Tales of a Teacher: Gordon Stubley
Stubley, a mechanical engineering professor who has been teaching in the Faculty of Engineering for 30 years, has been recognized with a 3M National Teaching Fellowship, awarded by the Society for Teaching and Learning in Higher Education and 3M Canada. Up to 10 people from across the country are presented annually with the fellowship, considered Canada’s most prestigious award for excellence in post-secondary education.
by Sarah Forbes. This is the third of three Centre for Teaching Excellence Teaching Stories that will appear in the Daily Bulletin this week.
Since 1982, Dr. Gordon Stubley has been successfully integrating into his classroom the work that his Engineering students do on their cooperative work terms. He does this, he says, “by discouraging them from acting like students, and encouraging them to act like engineers.” This means that when they’re faced with a tough problem, he treats it like a work assignment and asks them to solve it with minimal guidance, just like they would do on the job. Most of his assignments are like this: they closely match what students have already experienced in the workplace. “By the time students get to me, they’ve already had a least two terms of work experience,” Stubley says. This means that he can assume they’ve previously handled tough problems outside of the classroom. His job is to extend their knowledge from their last work term to what they’re going to be expected to do on the next one.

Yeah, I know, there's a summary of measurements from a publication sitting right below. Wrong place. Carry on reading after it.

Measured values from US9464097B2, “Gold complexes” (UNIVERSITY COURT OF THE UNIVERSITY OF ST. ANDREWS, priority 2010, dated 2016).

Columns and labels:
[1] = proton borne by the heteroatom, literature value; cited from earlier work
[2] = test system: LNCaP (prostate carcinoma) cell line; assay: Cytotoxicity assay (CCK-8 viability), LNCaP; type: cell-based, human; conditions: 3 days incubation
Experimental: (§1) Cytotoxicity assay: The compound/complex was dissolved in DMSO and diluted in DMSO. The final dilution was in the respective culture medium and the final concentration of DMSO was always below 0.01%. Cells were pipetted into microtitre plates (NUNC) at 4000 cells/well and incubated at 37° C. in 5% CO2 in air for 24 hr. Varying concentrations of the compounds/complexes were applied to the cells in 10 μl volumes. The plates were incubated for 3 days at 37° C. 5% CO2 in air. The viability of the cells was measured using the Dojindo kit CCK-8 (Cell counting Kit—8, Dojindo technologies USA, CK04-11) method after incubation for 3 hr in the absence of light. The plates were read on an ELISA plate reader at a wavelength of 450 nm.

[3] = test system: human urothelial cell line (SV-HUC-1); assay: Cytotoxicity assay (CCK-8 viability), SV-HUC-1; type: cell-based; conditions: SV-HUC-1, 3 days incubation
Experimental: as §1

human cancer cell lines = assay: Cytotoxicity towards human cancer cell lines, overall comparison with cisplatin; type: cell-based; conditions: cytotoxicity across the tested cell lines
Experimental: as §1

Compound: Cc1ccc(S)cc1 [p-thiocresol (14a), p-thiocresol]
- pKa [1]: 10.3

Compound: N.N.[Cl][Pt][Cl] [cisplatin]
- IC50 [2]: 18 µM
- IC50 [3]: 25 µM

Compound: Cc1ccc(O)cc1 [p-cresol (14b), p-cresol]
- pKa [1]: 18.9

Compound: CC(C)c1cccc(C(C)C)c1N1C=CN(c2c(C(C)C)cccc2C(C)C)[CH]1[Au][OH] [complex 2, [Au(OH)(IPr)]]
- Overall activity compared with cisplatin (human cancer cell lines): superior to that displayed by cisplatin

In Stubley’s Fluid Dynamics course, he’s faced with students who are used to thinking about objects and movement through the perspective of solid items. Now, they are forced to change their way of thinking as they adapt to analysing the movement of fluid items such as water or oil. In order for them to understand the differences, he asks them to intuitively guess how something will behave, and then lets them observe how it actually acts. Often, their intuitive answer turns out to be wrong, forcing them to reevaluate their previous beliefs about movement. This is one of his favourite ways to teach – watching students figure out how things work on their own allows him to sustain his motivation and interest in teaching. “I get a real charge out of watching students work around an idea,” he explains. “When they finally grasp it and use it to do something new on their own, I know I did my job right.”